Hastings Mayor Lawrence Yule says his council is committed to restoring the earthquake-prone Hawke's Bay Opera House, despite a decision to lay off many of the facility's 15 staff because strengthening work will take up to two years.

The council closed the Opera House's 99-year-old theatre building to the public in March after discovering its side walls were earthquake prone.

Other venues in the Opera House complex were shut later the same month as a further precaution.

In a widely distributed email yesterday, Opera House chief executive Christine Spring said a decision had been made to disestablish the roles of all staff from today.


The Opera House has 15 full-time staff plus 40 part-time ushers.

"This is a decision that was not made lightly by the Hastings District Council and HBOH board, and comes after extensive investigation of the possibility of a temporary facility for the period of strengthening works," Ms Spring said in her email.

Mr Yule said the decision to lay off staff was made by councillors at a closed-door council meeting on Tuesday.

It followed a recommendation from the Opera House board that the company cease trading.

Staff were being consulted as part of a process which involved offering redundancy and, in some cases, the opportunity to take on roles within other parts of the council.

Early next month, the council expects to receive a peer review it commissioned of earlier engineering work that led to the facilities being closed.

Verbal advice received from engineers in recent weeks indicated repair work would take between 18 months and two years, Mr Yule said.

With that timeframe in mind, the Opera House company and council managers had gone through a process of investigating whether it was feasible to develop some form of temporary theatre building to meet the company's requirements while repair work was carried out.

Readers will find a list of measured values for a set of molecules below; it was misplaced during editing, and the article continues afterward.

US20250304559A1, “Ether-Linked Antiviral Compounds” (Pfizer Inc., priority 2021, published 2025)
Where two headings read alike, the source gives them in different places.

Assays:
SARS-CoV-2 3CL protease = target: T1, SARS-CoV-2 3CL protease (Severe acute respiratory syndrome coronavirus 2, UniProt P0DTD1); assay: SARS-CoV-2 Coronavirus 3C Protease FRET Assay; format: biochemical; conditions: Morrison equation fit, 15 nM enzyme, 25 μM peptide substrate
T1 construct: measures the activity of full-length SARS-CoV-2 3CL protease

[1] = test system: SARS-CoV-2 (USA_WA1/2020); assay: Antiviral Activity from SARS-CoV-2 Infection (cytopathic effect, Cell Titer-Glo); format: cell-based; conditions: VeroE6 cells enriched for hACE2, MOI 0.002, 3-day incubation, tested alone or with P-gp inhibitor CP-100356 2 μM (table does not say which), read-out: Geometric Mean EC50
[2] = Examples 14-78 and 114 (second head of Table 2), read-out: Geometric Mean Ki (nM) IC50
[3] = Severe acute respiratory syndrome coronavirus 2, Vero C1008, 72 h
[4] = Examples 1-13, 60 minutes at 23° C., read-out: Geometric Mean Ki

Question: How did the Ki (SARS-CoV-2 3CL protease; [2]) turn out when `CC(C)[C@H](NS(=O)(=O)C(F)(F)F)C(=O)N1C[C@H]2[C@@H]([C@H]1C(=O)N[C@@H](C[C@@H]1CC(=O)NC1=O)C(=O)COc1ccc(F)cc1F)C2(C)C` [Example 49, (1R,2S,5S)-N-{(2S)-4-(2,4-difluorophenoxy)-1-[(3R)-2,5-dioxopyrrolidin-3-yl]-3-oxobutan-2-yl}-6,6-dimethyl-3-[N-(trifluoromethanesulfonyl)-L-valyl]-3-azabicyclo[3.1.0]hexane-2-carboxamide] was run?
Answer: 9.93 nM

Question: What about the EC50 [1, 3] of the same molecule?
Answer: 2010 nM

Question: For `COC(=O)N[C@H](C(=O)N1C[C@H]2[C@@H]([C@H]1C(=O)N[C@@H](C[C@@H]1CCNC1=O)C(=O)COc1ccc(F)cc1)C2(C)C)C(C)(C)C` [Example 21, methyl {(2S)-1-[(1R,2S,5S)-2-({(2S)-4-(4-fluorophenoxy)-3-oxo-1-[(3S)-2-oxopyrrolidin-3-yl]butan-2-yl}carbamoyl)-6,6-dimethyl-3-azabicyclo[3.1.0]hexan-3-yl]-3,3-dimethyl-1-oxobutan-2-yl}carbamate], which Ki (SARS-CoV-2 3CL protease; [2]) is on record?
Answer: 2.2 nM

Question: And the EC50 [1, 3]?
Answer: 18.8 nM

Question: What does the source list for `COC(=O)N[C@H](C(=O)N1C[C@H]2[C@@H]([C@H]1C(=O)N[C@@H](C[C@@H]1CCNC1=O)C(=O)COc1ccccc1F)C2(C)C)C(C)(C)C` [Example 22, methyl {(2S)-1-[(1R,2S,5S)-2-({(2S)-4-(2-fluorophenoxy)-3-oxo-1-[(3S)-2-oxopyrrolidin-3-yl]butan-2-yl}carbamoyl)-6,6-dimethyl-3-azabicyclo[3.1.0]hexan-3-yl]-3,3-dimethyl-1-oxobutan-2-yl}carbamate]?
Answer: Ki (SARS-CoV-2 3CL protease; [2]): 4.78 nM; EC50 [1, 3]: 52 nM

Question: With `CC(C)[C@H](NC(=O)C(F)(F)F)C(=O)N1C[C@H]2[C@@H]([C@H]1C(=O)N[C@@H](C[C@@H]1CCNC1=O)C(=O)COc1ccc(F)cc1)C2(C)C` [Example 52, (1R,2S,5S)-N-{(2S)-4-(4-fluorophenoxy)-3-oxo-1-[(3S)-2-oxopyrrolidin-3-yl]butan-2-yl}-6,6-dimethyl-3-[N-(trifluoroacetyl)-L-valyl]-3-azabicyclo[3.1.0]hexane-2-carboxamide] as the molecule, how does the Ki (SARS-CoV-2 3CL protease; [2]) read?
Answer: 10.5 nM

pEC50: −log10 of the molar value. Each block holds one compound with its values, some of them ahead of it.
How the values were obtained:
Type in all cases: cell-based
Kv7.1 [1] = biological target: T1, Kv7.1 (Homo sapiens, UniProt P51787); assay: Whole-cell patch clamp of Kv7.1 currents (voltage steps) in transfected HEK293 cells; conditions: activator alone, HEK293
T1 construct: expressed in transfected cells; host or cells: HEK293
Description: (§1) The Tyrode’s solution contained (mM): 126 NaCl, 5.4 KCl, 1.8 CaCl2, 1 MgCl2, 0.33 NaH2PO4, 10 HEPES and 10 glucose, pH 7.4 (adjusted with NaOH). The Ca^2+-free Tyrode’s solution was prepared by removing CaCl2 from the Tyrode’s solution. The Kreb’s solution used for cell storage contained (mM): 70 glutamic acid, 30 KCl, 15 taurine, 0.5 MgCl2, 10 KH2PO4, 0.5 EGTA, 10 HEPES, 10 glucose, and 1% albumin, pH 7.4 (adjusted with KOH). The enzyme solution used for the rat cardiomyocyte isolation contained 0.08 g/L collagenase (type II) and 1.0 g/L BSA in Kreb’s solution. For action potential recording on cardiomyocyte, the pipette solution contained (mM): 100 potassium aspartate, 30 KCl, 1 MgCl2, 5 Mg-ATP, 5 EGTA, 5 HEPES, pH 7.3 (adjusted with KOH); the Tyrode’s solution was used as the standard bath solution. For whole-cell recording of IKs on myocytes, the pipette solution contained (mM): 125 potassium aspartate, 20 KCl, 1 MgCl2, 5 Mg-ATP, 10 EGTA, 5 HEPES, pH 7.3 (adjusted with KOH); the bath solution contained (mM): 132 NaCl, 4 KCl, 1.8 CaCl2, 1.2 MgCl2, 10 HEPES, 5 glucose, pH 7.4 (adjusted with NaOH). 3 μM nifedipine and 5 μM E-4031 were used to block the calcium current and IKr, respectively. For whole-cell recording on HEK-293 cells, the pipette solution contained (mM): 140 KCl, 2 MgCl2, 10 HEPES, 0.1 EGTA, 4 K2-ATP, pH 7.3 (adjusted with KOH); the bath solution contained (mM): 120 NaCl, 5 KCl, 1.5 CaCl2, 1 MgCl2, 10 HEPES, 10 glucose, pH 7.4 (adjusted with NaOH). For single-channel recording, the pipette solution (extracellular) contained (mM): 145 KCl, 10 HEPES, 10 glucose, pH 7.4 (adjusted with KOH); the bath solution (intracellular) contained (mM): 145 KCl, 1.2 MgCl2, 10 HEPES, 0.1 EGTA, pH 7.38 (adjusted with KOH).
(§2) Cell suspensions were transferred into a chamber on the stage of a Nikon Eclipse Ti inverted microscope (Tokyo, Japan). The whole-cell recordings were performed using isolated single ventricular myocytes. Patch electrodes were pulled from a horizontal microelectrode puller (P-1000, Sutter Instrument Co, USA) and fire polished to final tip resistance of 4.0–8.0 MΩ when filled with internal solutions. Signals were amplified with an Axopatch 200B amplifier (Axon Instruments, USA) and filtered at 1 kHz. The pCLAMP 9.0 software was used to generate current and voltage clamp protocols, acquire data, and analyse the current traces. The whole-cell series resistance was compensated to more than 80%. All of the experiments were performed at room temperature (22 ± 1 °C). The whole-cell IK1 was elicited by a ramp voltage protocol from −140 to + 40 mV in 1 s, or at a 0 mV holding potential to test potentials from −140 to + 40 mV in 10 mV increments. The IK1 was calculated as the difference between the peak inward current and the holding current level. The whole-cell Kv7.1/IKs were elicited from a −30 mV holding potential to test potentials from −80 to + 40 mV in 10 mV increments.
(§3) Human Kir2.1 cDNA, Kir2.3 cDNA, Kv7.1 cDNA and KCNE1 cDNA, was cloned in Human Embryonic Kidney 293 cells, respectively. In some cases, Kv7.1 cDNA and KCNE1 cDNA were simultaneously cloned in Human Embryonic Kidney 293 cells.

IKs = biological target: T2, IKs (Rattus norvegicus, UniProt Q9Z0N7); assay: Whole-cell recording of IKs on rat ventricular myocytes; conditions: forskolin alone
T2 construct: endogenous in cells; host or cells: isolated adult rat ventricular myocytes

But the conclusion was that would be "a pretty significant expense for probably not much reward," Mr Yule said.

"The board then recommended that it wasn't worth pursuing that, and that the council should close it in the meantime and concentrate on the rebuild in the shortest possible time." He said a number of venues in Hastings and Napier would be able to accommodate many of the Opera House's events in the meantime.

"[Events might need to be held] in different locations but we don't think we're going to lose a lot of the arts fabric of the community because they can be accommodated in other venues, certainly on a temporary basis anyway," he said.

"It's a big blow to us all but the focus now is on fixing it and getting it fully operational, complete with the earthquake code, as soon as possible.

"That's our focus and we will have some numbers around that early in June."

Napier City Council's venues manager, Glenys Fraser, said it was likely events which may have gone to Hastings would now look to use the Napier's council-owned Municipal Theatre.

"We will continue to try to accommodate as many events and shows as possible. We also have the newly reopened Century Theatre at MTG, which can house smaller shows. We would hope event organisers will continue to come to the region. If they have shows they believe will sell, there are still options available to them," she said.

Auckland-based concert promoter Brent Eccles, who regularly brings acts to Hawke's Bay, said his company would continue to do so while the Opera House was closed.

"We can work around it but I doubt Hastings people would be too thrilled about going to Napier all the time."

Ms Spring's email said Hastings District Council was considering the possibility of continuing with the external hire of the Opera House building Plaza facility, which is unaffected by the earthquake risk concerns.

The complex's Opera Kitchen cafe, alongside the Plaza, is also unaffected and will continue to operate.